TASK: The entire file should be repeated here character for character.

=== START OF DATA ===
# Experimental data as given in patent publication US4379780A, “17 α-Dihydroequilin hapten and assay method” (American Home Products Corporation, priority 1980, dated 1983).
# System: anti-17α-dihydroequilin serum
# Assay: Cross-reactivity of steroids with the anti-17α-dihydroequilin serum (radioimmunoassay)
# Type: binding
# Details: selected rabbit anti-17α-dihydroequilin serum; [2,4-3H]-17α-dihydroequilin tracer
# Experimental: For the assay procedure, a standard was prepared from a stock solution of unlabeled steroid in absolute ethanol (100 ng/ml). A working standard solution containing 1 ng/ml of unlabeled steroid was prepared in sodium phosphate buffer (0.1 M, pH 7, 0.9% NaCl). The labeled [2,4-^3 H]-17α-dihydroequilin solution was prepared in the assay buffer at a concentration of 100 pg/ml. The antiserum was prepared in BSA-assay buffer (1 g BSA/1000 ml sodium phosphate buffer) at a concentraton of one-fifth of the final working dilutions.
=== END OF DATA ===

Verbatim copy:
# Experimental data as given in patent publication US4379780A, “17 α-Dihydroequilin hapten and assay method” (American Home Products Corporation, priority 1980, dated 1983).
# System: anti-17α-dihydroequilin serum
# Assay: Cross-reactivity of steroids with the anti-17α-dihydroequilin serum (radioimmunoassay)
# Type: binding
# Details: selected rabbit anti-17α-dihydroequilin serum; [2,4-3H]-17α-dihydroequilin tracer
# Experimental: For the assay procedure, a standard was prepared from a stock solution of unlabeled steroid in absolute ethanol (100 ng/ml). A working standard solution containing 1 ng/ml of unlabeled steroid was prepared in sodium phosphate buffer (0.1 M, pH 7, 0.9% NaCl). The labeled [2,4-^3 H]-17α-dihydroequilin solution was prepared in the assay buffer at a concentration of 100 pg/ml. The antiserum was prepared in BSA-assay buffer (1 g BSA/1000 ml sodium phosphate buffer) at a concentraton of one-fifth of the final working dilutions.